Yesterday The Sun published an article titled “Gaming As Addictive As Heroin”, a piece of “investigative journalism” that once again set out to attack and demonise the video game community that claims that one of the world’s most popular hobbies is as damaging to your health as one of the world’s most harmful illegal substances.
As someone who previously spent many years working for an alcohol and substance misuse service, this ridiculous claim from The Sun irked me not just on a personal level but also on a professional one. I decided to get in touch with an old colleague of mine, Dr Luxman Parimelalgan, who is not only a respected professional in the field of alcohol and substance misuse but also an incredibly avid gamer.
“After reading the article in The Sun, I find it both full of incorrect facts and actually vying away from the problem that is addiction. Addiction is defined as both a physical and a psychological need to undertake an action. Not all addictive behaviour can be classed as being negative; indeed an example is exercise which can have a positive effect on an individual.”
“Humans are born with an addictive nature, we crave pleasure and once we find a way to enhance this we like to repeat this action. This may come in the form of eating chocolate, working, exercising, playing video games, gambling or using illicit drugs. Addiction is also very personal in nature, not one of the examples previously is more addictive than the other but rather depends on the individual.
So what about The Sun’s headline claim that playing video games is “as addictive as heroin”? Dr Parimelalagan states “All pleasurable responses in the body lead to the release of certain neurotransmitters such as dopamine or serotonin; this a normal biological process. So the fact that video gaming releases dopamine when a gamer is enjoying his/her experience is expected and normal.”
“To compare this with the dopamine release when using heroin (which is also pleasurable to the user) was only to create headlines and not a true reflection of the biological process. The neurological scans if comparing for a person close to winning a bet on a horse race or eating chocolate will be very similar but less headline grabbing. I am sure The Sun would not publish an article that gaming is just as addictive as chocolate or exercising.”
Even Dr Mark Griffiths, director of the International Gaming Research Unit at Nottingham Trent University, who contributed to The Sun article has also commented in a follow-up piece by Eurogamer that their second claim that “Britain is in the grip of a gaming addiction which poses as big a health risk as alcohol and drug abuse” is “incorrect”.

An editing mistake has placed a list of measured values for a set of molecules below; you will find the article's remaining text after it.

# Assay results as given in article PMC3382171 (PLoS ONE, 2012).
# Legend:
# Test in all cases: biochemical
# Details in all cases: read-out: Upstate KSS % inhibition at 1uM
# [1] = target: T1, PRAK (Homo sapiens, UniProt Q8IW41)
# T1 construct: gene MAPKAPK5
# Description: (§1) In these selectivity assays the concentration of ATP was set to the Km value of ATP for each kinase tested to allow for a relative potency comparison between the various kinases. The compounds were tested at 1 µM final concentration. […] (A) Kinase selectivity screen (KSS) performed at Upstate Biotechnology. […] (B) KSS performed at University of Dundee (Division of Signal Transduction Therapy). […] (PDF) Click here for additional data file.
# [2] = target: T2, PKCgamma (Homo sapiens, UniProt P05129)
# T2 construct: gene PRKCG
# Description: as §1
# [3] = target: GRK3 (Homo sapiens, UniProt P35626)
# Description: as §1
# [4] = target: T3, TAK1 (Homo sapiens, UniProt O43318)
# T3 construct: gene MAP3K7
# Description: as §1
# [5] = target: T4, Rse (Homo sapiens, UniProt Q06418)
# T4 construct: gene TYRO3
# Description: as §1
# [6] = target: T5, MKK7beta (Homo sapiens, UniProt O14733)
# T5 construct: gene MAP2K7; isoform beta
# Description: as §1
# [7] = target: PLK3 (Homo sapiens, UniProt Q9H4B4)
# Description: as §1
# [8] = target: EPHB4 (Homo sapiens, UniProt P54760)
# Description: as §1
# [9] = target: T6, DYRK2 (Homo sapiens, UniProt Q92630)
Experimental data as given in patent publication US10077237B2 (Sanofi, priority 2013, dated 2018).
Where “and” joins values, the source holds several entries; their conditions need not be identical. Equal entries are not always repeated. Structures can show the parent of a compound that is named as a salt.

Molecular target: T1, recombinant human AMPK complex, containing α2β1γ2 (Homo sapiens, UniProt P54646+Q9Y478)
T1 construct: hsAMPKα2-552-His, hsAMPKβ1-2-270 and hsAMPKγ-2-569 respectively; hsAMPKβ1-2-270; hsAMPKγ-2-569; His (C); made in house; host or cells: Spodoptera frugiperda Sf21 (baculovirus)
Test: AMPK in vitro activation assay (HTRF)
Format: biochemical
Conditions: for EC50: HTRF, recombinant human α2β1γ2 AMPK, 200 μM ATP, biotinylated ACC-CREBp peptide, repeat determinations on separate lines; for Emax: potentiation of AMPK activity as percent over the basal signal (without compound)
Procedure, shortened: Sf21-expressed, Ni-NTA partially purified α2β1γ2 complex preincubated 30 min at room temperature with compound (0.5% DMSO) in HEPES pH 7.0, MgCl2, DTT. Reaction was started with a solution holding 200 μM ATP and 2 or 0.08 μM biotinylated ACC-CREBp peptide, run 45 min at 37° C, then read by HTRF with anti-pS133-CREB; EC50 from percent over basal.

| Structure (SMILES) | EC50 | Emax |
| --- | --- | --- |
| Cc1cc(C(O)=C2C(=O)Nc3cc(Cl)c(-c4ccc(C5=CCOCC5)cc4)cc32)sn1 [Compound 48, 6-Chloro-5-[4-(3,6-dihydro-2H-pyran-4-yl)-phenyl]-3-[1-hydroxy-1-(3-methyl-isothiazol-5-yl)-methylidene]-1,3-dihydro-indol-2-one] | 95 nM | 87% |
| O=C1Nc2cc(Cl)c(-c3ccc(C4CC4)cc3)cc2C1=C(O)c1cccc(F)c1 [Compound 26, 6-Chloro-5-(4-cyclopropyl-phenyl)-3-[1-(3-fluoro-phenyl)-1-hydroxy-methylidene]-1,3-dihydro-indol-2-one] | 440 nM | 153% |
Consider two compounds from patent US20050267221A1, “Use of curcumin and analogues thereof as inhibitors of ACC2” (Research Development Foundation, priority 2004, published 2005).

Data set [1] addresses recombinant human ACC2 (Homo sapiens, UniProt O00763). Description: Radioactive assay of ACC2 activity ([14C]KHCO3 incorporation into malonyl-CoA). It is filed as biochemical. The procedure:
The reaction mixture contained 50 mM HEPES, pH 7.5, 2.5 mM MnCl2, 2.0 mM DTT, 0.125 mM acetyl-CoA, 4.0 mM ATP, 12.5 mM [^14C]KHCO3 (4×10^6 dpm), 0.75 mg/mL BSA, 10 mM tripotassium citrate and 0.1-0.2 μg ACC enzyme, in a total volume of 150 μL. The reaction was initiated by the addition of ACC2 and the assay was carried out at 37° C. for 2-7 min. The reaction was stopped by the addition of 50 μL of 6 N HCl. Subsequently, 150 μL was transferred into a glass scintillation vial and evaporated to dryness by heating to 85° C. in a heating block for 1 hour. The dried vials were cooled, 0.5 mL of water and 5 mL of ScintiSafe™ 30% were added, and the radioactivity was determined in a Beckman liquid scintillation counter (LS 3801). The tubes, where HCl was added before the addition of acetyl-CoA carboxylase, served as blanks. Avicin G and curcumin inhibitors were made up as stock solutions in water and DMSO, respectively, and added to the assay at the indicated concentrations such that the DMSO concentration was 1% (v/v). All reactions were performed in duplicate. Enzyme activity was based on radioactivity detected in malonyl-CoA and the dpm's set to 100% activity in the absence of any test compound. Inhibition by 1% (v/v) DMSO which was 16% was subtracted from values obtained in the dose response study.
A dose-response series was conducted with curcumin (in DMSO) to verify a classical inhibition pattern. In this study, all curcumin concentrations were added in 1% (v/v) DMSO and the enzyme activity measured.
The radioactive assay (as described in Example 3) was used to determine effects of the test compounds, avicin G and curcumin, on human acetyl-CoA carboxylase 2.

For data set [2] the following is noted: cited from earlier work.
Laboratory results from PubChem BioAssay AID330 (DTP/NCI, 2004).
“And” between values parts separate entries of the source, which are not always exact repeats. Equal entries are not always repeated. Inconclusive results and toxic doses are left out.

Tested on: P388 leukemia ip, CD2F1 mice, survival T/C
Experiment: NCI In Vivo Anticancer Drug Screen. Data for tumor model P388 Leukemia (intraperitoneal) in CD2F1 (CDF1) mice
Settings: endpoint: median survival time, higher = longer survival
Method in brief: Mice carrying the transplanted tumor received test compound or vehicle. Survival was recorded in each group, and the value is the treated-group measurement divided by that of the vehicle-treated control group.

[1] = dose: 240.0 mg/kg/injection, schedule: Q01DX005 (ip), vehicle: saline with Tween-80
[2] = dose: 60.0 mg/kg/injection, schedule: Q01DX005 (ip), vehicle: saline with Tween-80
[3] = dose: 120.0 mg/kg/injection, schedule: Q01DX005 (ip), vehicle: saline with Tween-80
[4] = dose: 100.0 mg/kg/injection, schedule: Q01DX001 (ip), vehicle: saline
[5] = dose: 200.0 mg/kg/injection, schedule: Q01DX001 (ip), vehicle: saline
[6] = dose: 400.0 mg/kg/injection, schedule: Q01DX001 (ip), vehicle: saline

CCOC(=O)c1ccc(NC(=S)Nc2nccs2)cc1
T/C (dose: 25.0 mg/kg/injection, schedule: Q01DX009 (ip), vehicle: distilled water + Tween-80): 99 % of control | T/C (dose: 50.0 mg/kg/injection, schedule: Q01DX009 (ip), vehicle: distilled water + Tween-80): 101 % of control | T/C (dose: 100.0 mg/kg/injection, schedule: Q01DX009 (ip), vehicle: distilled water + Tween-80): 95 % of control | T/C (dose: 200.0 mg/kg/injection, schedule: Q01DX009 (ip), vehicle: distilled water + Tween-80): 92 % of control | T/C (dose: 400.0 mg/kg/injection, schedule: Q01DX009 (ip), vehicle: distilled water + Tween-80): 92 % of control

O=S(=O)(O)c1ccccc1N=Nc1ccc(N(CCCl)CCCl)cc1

“I’ve spent well over 25 years studying video game addiction. If we’re we’re going to use the word addiction we have to use the same concepts, signs and symptoms we find in other more traditional addictions, like withdrawal and tolerance. By doing that the number of people who end up being addicted by my criteria are actually few and far between.”
“It’s quite clear that some, whether it’s kids or young adults, have some problems around the fact they seem to be unable to control the amount of time they spend gaming, and maybe it’s impacting other areas of their life. But just because there are some addictive-like components there it doesn’t mean they’re genuinely addicted.”
As Ben Parfitt points out in his piece on MCV, The Office for National Statistics reported in February that there were 8,367 alcohol related deaths in the UK in 2012 and the The International Centre for Drug Policy at St George’s, University of London estimated 1,750 illegal drug related deaths in 2011. Compared to a whopping zero proven gaming related deaths in the UK and ten potentially gaming related deaths worldwide in recent years, it’s more than a hard stretch to claim that “Britain is in the grip of a gaming addiction which poses as big a health risk as alcohol and drug abuse”.
Like any member of the gaming community, I find it incredibly disheartening whenever I see the mainstream media attacking and demonising video games, especially when they spin quotes to suit their agenda. Even simply looking at the amazing work that SpecialEffect do for people with physical disabilities, we all know that gaming does a lot of good and has had a hugely positive impact on our lives. As such, I think it would be great to showcase quotes from gamers worldwide as to how gaming has helped, not harmed, your life.
If you want to take part, simply chuck out a tweet with your own personal example of how gaming has helped you with the hashtag #HelpsNotHarms and it’ll be added to the feed below.